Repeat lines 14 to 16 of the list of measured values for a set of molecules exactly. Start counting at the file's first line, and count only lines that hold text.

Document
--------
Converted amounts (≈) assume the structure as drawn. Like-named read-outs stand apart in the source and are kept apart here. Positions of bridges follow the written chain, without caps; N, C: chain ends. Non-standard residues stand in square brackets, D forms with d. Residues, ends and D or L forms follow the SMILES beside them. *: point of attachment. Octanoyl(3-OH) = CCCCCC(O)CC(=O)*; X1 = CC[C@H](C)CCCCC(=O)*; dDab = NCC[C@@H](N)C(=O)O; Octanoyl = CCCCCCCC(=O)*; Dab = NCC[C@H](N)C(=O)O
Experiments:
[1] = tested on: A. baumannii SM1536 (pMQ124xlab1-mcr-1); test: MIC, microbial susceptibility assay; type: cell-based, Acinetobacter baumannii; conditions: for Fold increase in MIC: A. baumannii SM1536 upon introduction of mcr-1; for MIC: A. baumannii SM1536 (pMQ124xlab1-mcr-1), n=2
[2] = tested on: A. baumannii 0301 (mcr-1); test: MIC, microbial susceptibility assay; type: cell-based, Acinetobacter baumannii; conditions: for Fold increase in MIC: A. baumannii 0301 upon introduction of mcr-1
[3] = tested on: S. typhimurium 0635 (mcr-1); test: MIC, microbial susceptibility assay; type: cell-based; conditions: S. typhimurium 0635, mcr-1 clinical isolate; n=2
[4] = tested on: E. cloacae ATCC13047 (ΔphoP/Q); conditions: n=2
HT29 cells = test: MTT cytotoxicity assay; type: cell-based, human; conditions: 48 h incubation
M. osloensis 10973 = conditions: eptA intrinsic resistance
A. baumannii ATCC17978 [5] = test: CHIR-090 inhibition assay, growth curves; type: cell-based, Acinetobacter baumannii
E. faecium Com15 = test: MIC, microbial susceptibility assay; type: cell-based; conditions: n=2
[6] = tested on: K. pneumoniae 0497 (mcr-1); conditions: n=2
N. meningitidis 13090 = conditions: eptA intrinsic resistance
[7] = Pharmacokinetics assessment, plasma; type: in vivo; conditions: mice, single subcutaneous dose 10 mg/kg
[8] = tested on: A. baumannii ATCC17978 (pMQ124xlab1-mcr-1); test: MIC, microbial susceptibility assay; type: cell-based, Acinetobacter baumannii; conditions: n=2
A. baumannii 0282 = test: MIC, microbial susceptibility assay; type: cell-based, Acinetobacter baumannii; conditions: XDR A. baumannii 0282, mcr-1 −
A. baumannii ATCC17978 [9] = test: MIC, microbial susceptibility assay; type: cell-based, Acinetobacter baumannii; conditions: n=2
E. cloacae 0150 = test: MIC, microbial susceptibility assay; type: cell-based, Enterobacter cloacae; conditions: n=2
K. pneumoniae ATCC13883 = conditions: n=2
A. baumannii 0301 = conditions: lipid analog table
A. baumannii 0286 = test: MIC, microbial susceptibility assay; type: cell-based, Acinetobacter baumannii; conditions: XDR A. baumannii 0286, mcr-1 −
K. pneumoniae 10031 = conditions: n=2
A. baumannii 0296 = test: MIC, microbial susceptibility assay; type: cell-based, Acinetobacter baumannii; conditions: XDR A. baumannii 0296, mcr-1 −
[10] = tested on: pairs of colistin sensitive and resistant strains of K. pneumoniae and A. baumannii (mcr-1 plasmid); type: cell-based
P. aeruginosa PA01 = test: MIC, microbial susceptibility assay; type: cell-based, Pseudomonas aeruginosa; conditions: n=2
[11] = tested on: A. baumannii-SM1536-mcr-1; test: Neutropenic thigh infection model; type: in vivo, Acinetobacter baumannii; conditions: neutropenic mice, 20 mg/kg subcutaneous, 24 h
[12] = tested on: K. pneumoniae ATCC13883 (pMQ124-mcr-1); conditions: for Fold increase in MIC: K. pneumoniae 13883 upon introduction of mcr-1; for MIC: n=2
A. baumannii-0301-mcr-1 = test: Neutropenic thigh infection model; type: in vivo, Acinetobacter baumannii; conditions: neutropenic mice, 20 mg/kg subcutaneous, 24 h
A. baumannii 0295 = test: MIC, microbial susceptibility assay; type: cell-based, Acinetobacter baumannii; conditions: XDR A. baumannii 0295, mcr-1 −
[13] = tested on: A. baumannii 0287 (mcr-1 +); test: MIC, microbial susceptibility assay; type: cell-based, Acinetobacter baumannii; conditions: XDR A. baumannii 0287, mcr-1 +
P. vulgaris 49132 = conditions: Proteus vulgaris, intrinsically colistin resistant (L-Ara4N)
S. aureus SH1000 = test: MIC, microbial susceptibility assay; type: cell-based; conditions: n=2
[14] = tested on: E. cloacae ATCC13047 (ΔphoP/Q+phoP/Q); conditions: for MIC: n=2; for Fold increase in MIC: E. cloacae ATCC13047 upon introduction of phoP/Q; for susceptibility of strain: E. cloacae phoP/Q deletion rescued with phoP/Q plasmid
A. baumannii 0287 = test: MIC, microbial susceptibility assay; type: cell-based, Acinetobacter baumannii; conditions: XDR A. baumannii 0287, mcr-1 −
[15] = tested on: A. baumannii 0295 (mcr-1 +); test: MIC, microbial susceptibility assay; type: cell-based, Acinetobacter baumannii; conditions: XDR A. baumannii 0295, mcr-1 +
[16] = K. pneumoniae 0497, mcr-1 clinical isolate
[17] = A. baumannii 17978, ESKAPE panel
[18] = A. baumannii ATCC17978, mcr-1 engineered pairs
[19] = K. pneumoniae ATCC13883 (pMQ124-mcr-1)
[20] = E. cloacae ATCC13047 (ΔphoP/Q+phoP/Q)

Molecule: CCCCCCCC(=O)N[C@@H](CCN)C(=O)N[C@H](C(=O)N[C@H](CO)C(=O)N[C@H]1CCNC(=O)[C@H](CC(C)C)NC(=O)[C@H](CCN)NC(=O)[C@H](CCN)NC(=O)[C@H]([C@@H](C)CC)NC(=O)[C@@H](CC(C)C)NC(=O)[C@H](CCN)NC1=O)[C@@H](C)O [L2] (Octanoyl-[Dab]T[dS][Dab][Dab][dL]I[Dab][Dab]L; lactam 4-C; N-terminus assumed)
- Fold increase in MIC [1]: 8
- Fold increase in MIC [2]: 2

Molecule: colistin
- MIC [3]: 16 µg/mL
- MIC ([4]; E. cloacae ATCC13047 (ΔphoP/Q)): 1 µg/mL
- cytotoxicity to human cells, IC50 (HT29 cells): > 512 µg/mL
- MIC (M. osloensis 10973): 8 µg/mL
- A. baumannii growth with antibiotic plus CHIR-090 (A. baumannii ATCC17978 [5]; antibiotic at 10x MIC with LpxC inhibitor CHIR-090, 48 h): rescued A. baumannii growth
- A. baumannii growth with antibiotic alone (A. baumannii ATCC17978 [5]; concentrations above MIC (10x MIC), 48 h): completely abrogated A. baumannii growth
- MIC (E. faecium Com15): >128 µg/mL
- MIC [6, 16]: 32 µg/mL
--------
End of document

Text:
[8] = tested on: A. baumannii ATCC17978 (pMQ124xlab1-mcr-1); test: MIC, microbial susceptibility assay; type: cell-based, Acinetobacter baumannii; conditions: n=2
A. baumannii 0282 = test: MIC, microbial susceptibility assay; type: cell-based, Acinetobacter baumannii; conditions: XDR A. baumannii 0282, mcr-1 −
A. baumannii ATCC17978 [9] = test: MIC, microbial susceptibility assay; type: cell-based, Acinetobacter baumannii; conditions: n=2